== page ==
According to the Sun-Times, in 1995 Meeks crashed a Christmas party at Jesse Jackson Sr.’s house, where he spent a few hours debating religion and politics. Then he slid a memo with a few more thoughts under Jackson’s door the next morning. Jackson invited him to get involved in what was by then known as RainbowPUSH. People who know both men well say that although Meeks clearly wanted to attach himself to one of his longtime heroes, Jackson wanted the connection at least as much. He hoped Meeks and his congregation would pump new energy into RainbowPUSH, which was dominated by its older, civil rights-era members. Meeks soon became the organization’s state director and later its vice president. Meanwhile Meeks was busy leading a campaign to take back the Roseland neighborhood from drug dealers. Church members marched in the streets and preached on corners, and Meeks began appearing in news stories. Salem drew even more worshippers, including Ricky LeFlore, a West Sider who started attending Salem in 1997 with his wife and daughter. “Even though it was not what I was looking for, it was what I needed,” he says. “We went out one night, up Michigan Avenue, just talking to people, talking to what you’d call ladies of the evening. When pastor has a vision, we get behind him, and we make it happen.”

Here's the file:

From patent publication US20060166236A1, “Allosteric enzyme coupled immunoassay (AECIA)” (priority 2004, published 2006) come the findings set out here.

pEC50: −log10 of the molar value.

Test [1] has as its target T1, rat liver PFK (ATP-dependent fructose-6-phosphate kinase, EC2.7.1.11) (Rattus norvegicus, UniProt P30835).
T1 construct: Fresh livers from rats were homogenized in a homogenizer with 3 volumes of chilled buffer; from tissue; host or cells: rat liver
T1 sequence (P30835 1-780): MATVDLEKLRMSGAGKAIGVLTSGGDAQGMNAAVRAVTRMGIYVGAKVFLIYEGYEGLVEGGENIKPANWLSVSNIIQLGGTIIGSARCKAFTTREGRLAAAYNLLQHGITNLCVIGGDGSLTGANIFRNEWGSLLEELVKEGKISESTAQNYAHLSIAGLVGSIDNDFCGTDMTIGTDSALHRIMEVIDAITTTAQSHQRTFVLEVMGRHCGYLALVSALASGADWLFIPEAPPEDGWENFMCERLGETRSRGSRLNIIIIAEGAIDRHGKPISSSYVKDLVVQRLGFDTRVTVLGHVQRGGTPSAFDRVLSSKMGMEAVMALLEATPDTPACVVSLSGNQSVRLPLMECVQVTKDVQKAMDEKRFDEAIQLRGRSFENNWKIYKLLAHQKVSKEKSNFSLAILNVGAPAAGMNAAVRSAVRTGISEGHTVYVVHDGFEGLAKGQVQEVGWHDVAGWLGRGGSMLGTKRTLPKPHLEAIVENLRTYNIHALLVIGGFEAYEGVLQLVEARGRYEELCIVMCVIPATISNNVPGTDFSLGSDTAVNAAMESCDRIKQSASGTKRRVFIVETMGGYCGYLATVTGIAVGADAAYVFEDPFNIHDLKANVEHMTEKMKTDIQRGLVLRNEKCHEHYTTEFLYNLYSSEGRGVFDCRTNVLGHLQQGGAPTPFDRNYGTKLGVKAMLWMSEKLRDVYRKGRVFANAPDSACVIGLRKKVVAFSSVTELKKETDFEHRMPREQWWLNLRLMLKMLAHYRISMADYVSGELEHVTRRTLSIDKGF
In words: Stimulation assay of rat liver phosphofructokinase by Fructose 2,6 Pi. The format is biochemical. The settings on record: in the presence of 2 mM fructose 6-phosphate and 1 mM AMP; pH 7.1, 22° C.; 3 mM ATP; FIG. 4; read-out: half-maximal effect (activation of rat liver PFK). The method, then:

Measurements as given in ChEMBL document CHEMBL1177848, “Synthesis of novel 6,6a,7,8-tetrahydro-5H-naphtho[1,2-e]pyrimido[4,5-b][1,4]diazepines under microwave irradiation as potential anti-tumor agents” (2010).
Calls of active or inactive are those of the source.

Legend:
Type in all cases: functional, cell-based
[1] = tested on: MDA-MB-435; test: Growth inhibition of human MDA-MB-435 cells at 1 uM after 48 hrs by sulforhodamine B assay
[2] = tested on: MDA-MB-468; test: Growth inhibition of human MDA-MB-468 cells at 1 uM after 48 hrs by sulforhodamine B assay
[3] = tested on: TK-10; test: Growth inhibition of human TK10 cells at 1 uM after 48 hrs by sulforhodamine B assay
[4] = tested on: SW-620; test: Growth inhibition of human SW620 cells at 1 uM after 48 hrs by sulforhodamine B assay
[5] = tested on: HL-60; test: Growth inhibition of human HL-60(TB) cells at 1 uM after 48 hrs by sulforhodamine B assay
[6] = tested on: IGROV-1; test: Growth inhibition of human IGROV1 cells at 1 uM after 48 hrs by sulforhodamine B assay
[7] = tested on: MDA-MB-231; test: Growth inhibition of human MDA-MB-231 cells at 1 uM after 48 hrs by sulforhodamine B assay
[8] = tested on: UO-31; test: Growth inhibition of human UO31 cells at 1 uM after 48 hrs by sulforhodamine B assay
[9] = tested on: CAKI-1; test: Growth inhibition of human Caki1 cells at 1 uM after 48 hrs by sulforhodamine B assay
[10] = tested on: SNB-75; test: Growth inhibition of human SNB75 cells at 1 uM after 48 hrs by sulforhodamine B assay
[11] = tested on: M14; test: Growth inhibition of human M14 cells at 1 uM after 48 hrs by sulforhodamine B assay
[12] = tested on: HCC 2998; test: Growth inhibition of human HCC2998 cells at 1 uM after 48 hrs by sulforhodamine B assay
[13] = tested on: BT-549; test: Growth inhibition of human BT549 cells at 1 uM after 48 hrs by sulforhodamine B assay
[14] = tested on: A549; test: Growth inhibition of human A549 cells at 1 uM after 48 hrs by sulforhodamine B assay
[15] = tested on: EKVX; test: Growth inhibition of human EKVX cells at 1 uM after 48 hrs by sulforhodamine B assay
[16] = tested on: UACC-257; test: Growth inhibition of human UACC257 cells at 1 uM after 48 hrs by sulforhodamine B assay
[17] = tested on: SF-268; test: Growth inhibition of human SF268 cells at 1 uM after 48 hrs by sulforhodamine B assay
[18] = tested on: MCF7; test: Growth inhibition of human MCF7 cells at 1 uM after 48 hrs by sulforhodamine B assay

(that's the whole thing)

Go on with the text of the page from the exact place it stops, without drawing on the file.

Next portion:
In 1998 Meeks began pushing church members to expand their activism. For years Roseland had been starved of new development, and its most prosperous businesses had been liquor stores. Meeks decided that the stores were scaring off new investors. “He basically called me and said, ‘We need to dry up Roseland,’ ” says Rochelle Jackson, Salem’s longtime attorney, “and you kind of go, ‘Oh, OK.’ He has these tremendously huge ideas, and he just says, ‘Let’s make it happen.’”